19. 19. Linear Scalability If for all values of X, Y, Z, C and N:latency=X latency=Xthroughput=Y throughput=Y“load”=Z implies “load”=CZnodes=N nodes=CN Then: the system is perfectly linearly scalable with respect to “load”
  20. 20. Linear Scalability If for all values of X, Y, Z, C and N:latency=X latency=Xthroughput=Y throughput=CY“load”=Z implies “load”=Znodes=N nodes=CNThen: the system is perfectly linearly scalable with respect to throughput
  21. 21. Cassandra Scalability“In terms of scalability, there is a clear winner throughout ourexperiments. Cassandra achieves the highest throughput for themaximum number of nodes in all experiments with [nearly linear]increasing throughput from 1 to 12 nodes.”University of Toronto, CanadaMiddleware Systems Research Group, et al38th International Conference On Very Large Data Baseshttp://vldb.org/pvldb/vol5/p1724_tilmannrabl_vldb2012.pdf
  22. 22. Cassandra Scalability reads: 25% scans: 25% writes: 50%University of Toronto, CanadaMiddleware Systems Research Group, et al38th International Conference On Very Large Data Baseshttp://vldb.org/pvldb/vol5/p1724_tilmannrabl_vldb2012.pdf
  23. 23. Cassandra Scalability (client operations per second at RF=3)http://techblog.netflix.com/2011/11/benchmarking-cassandra-scalability-on.html
  24. 24. Requirements Of A BigData Platform Performance Scalability●Availability – performance and scalabilityare easy if you ignore availability and/orassume failures never happen
  25. 25. Measuring Availabilityavailability is measured by the amount ofdowntime a system has over a givenperiod of time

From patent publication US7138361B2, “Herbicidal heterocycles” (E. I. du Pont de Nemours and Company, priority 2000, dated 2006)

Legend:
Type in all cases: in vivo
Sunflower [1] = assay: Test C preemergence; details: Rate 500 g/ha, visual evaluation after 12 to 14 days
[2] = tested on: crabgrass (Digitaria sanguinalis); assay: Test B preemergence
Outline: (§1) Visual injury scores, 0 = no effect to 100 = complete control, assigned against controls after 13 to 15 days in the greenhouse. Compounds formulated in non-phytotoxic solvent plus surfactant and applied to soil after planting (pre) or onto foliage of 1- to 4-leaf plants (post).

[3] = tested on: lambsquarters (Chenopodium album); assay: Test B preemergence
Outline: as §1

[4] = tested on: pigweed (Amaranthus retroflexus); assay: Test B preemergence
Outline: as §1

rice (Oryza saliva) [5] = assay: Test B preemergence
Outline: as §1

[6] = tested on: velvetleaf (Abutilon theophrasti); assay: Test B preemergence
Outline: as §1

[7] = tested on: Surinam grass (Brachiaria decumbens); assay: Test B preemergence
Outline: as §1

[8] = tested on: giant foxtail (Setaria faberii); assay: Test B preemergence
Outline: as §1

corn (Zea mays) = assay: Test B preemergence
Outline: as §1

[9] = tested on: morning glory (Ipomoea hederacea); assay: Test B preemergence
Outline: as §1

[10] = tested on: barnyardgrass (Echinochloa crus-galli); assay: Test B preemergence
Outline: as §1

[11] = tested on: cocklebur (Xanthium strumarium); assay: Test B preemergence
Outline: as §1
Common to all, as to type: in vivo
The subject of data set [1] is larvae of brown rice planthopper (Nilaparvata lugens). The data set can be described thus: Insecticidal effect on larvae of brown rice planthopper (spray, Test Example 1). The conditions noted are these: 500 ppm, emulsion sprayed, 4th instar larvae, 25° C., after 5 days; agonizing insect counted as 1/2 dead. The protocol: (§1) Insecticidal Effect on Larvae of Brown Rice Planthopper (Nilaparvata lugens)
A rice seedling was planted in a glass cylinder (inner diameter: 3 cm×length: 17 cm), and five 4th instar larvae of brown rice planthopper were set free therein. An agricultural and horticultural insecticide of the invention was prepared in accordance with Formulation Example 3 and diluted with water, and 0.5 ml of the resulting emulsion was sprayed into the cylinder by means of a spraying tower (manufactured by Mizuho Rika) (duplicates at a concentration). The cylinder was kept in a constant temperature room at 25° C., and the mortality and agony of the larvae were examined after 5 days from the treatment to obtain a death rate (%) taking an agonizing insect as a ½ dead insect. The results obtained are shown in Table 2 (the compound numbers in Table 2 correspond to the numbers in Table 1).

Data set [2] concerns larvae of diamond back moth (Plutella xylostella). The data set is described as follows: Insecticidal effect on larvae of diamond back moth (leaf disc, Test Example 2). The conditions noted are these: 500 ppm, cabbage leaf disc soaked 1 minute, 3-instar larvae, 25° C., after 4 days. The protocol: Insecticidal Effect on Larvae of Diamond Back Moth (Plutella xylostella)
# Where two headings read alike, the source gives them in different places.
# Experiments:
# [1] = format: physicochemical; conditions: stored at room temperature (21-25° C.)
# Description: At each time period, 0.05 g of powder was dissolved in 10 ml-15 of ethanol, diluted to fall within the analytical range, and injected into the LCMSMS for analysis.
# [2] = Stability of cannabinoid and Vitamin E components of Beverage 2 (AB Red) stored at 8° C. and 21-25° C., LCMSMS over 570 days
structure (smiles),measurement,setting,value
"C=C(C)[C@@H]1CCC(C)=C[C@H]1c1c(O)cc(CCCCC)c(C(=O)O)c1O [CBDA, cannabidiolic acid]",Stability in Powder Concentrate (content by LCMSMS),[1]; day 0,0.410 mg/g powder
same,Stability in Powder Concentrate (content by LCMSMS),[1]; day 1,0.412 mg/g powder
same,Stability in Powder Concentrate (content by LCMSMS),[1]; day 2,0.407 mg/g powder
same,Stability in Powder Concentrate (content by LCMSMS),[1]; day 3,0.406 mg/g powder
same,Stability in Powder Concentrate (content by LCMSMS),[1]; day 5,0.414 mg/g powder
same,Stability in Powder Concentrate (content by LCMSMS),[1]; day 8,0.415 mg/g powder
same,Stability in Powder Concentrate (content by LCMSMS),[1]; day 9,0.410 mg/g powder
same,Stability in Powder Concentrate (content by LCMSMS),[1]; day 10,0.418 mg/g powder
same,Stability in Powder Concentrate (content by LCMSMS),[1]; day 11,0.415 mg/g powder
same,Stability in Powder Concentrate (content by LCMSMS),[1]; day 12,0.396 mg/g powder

26. 26. Common Causes of Downtime In Large Scale Systems● Component Failure (disk)● Machine Failure (NIC, cpu, power supply)● Rack Failure (router, switch, UPS, AC)● Site Failure (power grid, natural disaster, war, coup)
  27. 27. The Common Theme In The Solutions? Replication
  28. 28. Legacy Replicationcan be HW or SW, replicated or not this is not necessarily a SPOF
  29. 29. Legacy Replication SPOF SPOF SPOF SPOFthe master/leader is a SPOF
  30. 30. Thoughts On Availability (and legacy replication)“High availability implies that a single fault will notbring down your system. Not ‘we’ll recover quickly.’” -- Ben Coverston, DataStax“The biggest problem with failover is that you’realmost never using it until it really hurts. Its likebackups that you never test.” -- Rick Branson, Instagram
  31. 31. Cassandra Replicationcloud provider 0 cloud provider 1 data center 0 data center 1
  32. 32. More Thoughts On Availability (and legacy replication)
  33. 33. Continuous Global Availability ...… requires more than being able torecover from faults, it requiresbeing able to tolerate the faultswithout downtime in the first place
  34. 34. if you care about continuous global availabilitythen you must serve reads and writes from multiple geographical locations there is no alternative
  35. 35. Cassandra As A BigData PlatformPerformanceScalabilityAvailability
  36. 36. And now back to our trends ...
  37. 37. Public Cassandra Users Early 2011
  38. 38. Public Cassandra Users Mid 2012
  39. 39. DataStax Enterprise
  40. 40. DataStax Enterprise
  41. 41. Q?Matthew F. Dennis // @mdennishttp://slideshare.net/mattdennis
  42. 42. Thank You! Matthew F. Dennis // @mdennis http://slideshare.net/mattdennis
  43. 43. A Quick Side Note ... Cassandra Replication Follows The Dynamo Model * http://www.allthingsdistributed.com/2007/10/amazons_dynamo.html Read It!* Cassandra is not a strict reimplementation of dynamo